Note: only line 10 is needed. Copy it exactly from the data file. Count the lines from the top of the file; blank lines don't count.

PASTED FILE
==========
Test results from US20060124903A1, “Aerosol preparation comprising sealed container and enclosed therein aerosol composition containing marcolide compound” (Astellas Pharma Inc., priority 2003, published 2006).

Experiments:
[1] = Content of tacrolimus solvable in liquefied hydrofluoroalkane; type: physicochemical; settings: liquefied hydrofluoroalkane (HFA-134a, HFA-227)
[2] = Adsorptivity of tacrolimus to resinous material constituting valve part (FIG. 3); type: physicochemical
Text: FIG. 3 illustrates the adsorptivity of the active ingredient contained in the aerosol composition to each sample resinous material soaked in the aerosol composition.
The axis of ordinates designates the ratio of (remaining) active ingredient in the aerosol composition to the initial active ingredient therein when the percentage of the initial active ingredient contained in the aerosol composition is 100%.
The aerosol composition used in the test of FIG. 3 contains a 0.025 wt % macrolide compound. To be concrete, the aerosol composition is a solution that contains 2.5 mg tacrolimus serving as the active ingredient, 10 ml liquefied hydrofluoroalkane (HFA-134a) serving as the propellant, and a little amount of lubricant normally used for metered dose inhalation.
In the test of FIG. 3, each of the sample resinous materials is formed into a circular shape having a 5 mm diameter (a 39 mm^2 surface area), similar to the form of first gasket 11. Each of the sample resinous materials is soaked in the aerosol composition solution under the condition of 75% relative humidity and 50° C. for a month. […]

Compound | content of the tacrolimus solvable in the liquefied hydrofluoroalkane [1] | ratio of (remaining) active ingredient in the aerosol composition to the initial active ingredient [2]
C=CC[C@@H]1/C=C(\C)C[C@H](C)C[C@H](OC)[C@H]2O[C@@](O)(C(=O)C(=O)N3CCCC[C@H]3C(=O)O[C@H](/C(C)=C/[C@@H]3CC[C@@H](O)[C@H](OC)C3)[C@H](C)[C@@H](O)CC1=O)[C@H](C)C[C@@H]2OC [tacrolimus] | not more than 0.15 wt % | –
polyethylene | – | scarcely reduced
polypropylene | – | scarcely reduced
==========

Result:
C=CC[C@@H]1/C=C(\C)C[C@H](C)C[C@H](OC)[C@H]2O[C@@](O)(C(=O)C(=O)N3CCCC[C@H]3C(=O)O[C@H](/C(C)=C/[C@@H]3CC[C@@H](O)[C@H](OC)C3)[C@H](C)[C@@H](O)CC1=O)[C@H](C)C[C@@H]2OC [tacrolimus] | not more than 0.15 wt % | –